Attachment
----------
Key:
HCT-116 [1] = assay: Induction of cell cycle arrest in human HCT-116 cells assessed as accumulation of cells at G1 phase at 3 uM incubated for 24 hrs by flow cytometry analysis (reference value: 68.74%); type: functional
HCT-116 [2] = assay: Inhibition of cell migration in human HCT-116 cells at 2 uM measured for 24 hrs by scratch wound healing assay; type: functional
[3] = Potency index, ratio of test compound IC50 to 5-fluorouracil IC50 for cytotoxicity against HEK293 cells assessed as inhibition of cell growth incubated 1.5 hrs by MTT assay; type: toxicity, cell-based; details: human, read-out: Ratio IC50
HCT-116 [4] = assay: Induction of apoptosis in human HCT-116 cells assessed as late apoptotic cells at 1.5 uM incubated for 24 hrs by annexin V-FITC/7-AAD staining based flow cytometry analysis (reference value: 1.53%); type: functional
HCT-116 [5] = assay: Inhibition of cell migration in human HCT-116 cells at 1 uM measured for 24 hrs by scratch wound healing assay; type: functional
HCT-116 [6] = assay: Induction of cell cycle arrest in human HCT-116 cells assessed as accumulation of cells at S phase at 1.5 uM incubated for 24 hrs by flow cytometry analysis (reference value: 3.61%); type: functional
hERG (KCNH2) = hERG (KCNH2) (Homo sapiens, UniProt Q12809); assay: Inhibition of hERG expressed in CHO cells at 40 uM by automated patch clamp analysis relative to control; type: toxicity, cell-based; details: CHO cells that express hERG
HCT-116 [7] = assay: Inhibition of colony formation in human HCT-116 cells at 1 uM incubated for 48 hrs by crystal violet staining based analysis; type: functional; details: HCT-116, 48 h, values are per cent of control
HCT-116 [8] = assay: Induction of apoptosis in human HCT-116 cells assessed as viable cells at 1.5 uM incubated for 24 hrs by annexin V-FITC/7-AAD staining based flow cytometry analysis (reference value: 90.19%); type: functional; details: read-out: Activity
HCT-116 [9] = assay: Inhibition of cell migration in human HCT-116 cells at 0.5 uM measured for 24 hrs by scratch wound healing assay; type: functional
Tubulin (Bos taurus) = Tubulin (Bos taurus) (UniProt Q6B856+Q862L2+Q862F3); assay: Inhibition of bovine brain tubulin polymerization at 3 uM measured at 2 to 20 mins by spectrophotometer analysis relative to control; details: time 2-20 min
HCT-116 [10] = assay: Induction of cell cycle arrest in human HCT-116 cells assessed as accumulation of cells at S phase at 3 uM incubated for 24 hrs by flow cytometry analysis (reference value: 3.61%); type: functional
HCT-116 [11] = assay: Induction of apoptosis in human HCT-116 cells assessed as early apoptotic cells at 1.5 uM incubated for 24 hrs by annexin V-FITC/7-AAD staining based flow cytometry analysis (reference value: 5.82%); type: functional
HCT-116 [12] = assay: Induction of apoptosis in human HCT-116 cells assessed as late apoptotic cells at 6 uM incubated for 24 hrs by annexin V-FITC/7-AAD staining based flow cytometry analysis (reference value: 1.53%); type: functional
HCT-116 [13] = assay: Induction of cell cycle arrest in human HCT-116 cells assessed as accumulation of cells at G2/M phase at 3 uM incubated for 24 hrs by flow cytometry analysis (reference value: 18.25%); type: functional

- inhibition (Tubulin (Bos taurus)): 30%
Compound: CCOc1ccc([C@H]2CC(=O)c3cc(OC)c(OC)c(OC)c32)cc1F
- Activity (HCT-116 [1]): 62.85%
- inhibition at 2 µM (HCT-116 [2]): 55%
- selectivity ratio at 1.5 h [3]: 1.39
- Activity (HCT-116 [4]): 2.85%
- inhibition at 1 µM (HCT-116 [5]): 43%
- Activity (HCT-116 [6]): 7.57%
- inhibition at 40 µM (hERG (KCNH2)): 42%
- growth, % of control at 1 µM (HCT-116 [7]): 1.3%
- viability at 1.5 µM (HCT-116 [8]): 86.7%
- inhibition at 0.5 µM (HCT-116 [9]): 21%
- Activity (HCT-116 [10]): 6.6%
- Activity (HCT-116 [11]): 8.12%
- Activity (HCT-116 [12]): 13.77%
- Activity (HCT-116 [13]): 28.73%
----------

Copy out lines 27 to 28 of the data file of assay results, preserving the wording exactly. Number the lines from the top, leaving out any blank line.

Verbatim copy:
- viability at 1.5 µM (HCT-116 [8]): 86.7%
- inhibition at 0.5 µM (HCT-116 [9]): 21%